Biomedical Sciences and Public Health in Italy
- Earn 2 biology credits towards your degree.
- Explore differences between the Italian and U.S. public health systems.
- Visit hospitals, clinics, medical centers, and labs to gain an understanding of health and disease in Italy.
- Visit the Coliseum, view world-famous Renaissance art, and explore two of Italy’s most enchanting cities: Florence and Rome.
This program offers a first-hand look at practical applications of biomedical sciences in Italy. Through visits to public and private healthcare facilities, research centers, a molecular laboratory, and a pharmaceutical company, students will gain an understanding of how biomedical researchers, biologists, and medical professionals tackle issues of health and disease in Italy. The visits will expose students to the Italian approach to public health to compare and contrast public health and healthcare facilities in the United States. The program also includes city tours of Rome and Florence and several cultural activities.
This program takes place in two of Italy’s most iconic cities: Rome and Florence. Rome is the capital city of Italy and one of Europe’s most ancient urban centers dating back more than 3,000 years. Florence is the capital of Italy's Tuscany region and is known as the cradle of the Renaissance with an abundance of masterpieces of Renaissance art and architecture.
Two hours of upper level undergraduate credit are granted by the University of Kansas upon successful completion of the program.
Credit: BIOL 490 – Internship and Practical Applications (2 credit hours)
This course will consist of lectures, discussion, site visits, and excursions to explore in-depth Italy’s healthcare system.
Participants will stay in conveniently located hotels in Rome and Florence. Rooms are double or triple occupancy with a private bathroom and continental breakfast is included daily. Two group dinners are also included in the cost of the program. A public transportation pass for Rome and chartered roundtrip bus transportation from the airport is also included in the program.
2023 Program Itinerary
Friday, March 10: Depart for Rome, Italy
Saturday, March 11: Arrive in Rome and transfer to hotel; orientation and welcome dinner.
Sunday, March 12: Guided walking tour of Rome, tour of Coliseum, visit to Roman Forum and Palatine.
Monday, March 13: Visits to the International Medical Center, a private clinic, and a public hospital.
Tuesday, March 14: Visit to the Medical Center of Caritas Rome and the European Molecular Biology Laboratory.
Wednesday, March 15: Travel from Rome to Florence; orientation and walking tour of Florence, and visit to the University Hospital Meyer Children's Hospital.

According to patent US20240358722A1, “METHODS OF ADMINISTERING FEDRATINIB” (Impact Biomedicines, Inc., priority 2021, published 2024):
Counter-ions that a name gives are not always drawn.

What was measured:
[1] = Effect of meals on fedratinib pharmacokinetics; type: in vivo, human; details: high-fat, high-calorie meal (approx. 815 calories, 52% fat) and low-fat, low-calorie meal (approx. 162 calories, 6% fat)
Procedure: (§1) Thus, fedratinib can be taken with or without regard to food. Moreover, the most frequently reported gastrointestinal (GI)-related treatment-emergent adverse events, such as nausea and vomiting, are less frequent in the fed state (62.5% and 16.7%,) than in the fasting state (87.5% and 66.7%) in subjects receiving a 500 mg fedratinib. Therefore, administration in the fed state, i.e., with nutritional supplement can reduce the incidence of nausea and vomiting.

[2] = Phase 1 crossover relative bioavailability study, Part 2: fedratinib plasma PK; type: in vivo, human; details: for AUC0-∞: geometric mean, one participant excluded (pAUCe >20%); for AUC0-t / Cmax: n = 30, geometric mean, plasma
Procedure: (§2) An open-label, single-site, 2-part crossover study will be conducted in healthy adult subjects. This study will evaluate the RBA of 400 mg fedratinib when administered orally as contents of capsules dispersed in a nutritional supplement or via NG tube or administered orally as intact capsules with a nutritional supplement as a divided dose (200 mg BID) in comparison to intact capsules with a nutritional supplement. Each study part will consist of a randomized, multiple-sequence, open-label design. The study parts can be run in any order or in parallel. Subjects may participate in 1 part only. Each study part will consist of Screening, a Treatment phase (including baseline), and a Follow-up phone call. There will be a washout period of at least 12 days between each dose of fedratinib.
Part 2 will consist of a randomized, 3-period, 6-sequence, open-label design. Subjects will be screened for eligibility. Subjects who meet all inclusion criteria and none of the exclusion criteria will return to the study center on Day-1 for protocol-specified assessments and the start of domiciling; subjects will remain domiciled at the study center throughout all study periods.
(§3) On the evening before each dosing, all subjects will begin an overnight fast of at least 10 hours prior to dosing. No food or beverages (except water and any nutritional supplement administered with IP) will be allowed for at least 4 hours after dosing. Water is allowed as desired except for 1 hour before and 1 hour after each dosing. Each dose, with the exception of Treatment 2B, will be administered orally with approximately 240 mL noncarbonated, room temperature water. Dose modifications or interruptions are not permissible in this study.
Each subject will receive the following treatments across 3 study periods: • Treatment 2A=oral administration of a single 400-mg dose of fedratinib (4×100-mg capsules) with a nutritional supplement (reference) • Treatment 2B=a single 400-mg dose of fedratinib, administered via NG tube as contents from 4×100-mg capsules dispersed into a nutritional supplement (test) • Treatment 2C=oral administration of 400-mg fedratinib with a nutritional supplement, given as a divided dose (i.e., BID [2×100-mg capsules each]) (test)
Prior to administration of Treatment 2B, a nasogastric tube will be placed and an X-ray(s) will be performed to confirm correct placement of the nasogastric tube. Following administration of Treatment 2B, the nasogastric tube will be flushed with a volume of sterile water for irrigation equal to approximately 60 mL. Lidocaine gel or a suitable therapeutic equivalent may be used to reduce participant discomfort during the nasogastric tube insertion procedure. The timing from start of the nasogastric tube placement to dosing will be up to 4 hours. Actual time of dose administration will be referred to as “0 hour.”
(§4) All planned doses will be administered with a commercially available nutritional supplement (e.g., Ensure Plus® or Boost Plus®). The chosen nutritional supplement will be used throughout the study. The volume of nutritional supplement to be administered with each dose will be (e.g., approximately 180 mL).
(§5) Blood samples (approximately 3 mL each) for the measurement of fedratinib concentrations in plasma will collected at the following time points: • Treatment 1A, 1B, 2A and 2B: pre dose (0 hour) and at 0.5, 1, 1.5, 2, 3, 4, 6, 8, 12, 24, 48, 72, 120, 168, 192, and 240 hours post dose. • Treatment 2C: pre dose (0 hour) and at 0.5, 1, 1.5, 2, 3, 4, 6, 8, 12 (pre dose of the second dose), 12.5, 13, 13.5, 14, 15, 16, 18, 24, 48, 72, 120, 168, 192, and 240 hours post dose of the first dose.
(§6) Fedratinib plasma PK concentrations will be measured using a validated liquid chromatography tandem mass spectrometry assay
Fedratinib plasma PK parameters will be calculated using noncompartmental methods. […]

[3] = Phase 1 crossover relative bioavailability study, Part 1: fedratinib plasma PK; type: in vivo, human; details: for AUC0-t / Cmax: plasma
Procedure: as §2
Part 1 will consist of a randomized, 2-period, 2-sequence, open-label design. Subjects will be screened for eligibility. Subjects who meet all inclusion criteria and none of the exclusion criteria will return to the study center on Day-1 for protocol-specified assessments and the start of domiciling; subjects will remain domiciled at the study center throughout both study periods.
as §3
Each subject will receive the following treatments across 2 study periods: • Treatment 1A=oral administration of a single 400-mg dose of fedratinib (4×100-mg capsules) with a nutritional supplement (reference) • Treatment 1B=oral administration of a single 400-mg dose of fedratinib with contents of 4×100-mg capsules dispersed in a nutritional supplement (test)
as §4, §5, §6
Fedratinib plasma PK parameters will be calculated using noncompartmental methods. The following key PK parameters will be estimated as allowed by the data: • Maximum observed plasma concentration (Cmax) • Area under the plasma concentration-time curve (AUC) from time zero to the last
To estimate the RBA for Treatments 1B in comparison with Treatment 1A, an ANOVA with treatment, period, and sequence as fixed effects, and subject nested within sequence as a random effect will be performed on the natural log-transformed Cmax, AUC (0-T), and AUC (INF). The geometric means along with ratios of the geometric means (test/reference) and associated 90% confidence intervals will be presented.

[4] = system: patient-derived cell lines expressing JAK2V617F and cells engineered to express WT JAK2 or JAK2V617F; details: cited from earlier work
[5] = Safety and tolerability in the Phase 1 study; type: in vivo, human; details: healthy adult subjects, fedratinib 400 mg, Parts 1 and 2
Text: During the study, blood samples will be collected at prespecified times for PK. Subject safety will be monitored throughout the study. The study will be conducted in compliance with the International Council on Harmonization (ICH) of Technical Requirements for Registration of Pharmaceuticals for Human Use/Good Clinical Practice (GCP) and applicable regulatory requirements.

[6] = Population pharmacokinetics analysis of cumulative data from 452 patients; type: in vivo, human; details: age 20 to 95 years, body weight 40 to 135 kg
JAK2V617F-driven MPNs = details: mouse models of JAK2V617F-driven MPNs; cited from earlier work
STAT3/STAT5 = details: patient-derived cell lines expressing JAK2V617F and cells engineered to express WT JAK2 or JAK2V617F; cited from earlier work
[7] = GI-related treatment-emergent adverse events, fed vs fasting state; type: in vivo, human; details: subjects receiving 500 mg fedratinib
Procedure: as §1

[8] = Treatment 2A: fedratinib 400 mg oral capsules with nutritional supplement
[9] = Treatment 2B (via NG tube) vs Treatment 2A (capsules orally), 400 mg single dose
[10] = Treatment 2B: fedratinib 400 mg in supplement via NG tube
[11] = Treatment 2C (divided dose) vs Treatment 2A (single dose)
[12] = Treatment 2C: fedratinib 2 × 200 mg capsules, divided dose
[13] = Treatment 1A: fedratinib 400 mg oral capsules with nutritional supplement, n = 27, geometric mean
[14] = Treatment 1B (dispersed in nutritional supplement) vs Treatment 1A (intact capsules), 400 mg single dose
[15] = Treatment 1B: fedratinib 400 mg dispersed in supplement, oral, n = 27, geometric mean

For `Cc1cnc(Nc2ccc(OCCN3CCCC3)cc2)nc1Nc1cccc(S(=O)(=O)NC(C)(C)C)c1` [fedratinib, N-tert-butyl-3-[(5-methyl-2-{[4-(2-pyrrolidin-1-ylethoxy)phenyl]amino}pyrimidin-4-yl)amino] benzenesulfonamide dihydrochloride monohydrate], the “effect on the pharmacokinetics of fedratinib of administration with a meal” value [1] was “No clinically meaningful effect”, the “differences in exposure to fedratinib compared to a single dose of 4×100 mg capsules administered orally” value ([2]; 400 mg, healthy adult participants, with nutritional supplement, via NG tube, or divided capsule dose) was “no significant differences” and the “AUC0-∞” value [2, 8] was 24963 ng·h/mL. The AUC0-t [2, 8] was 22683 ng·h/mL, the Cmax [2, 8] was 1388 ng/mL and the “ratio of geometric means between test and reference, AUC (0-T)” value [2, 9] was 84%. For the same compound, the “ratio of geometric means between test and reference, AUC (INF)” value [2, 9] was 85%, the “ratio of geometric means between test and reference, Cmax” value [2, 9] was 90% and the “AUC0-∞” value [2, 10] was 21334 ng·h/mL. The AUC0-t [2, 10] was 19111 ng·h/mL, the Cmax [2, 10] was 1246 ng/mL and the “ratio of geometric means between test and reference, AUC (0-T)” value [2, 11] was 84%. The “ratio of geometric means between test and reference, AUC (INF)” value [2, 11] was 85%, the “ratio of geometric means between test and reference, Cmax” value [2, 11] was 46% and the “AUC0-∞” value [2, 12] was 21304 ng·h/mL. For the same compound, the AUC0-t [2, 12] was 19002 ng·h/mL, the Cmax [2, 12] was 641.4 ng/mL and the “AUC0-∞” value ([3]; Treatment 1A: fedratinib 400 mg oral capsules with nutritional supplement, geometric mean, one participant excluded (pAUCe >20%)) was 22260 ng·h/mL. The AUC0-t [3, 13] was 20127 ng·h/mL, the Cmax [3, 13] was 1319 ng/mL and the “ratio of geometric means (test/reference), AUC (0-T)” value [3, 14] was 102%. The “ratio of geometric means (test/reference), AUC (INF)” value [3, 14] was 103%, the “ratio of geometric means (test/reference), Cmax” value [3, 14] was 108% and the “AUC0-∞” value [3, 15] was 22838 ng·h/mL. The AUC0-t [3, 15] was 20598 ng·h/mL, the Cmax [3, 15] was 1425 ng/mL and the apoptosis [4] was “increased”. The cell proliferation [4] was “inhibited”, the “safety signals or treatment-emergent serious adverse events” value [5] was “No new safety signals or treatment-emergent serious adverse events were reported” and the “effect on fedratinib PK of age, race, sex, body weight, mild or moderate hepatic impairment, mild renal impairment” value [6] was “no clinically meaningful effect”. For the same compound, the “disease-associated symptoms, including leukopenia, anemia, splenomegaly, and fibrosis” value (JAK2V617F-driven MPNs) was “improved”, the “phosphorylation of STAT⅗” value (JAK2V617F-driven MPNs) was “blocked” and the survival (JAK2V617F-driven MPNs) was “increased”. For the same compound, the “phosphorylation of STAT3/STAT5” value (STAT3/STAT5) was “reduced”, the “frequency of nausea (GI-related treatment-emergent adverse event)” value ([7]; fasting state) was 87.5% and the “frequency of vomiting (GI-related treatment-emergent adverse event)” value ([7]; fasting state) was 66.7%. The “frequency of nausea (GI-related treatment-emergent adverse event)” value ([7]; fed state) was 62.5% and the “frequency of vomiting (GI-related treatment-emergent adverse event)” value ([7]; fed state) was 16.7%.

Thursday, March 16: Activities in Florence TBD.
Friday, March 17: Return to Rome and visit the Italian National Institute of Health.
Saturday, March 18: Free time to explore Rome plus Italian cooking class and farewell dinner.
Sunday, March 19: Program ends. Transfer to airport.
All program activities and planned visits are tentative and subject to change.
SAGE is dedicated to creating international engagement opportunities that meet the needs of all our students and providing resources to support you through the process of studying abroad. Study abroad is achievable for students of all identities including our BIPOC and LGBTQIA+ students, students with disabilities, and students with religious/non-religious viewpoints. Before selecting a program, consider how your identities may impact your experience abroad in unique ways and talk with your Program Coordinator about any program-specific concerns. Students with documented disabilities should discuss any accommodation needs with their Program Coordinator early in the planning process.
Check our Identity Abroad page and resources listed below for information specific to you and other students who may be on your program.
Open to undergraduate and graduate students, sophomore level and above, from any accredited US college or university who have a minimum 2.5 GPA.
No prior biology experience or knowledge is required, but priority will be given to students pursuing one of the Molecular Biosciences majors. Priority will be given to current KU students, but students from other colleges and universities will be accepted if space is available.
Note: Students must be fully vaccinated against COVID-19 at least 14 days in advance of the program departure date to participate in this program due to the requirements of the CEPA, the organization KU works with to organize this program.
Dr. Scott Hefty, Professor and Undergraduate Studies Director for the Department of Molecular Biosciences will lead the program. Dr. Hefty has led multiple KU study abroad programs and also directs the Biomedical Research and Public Health in Western Europe program.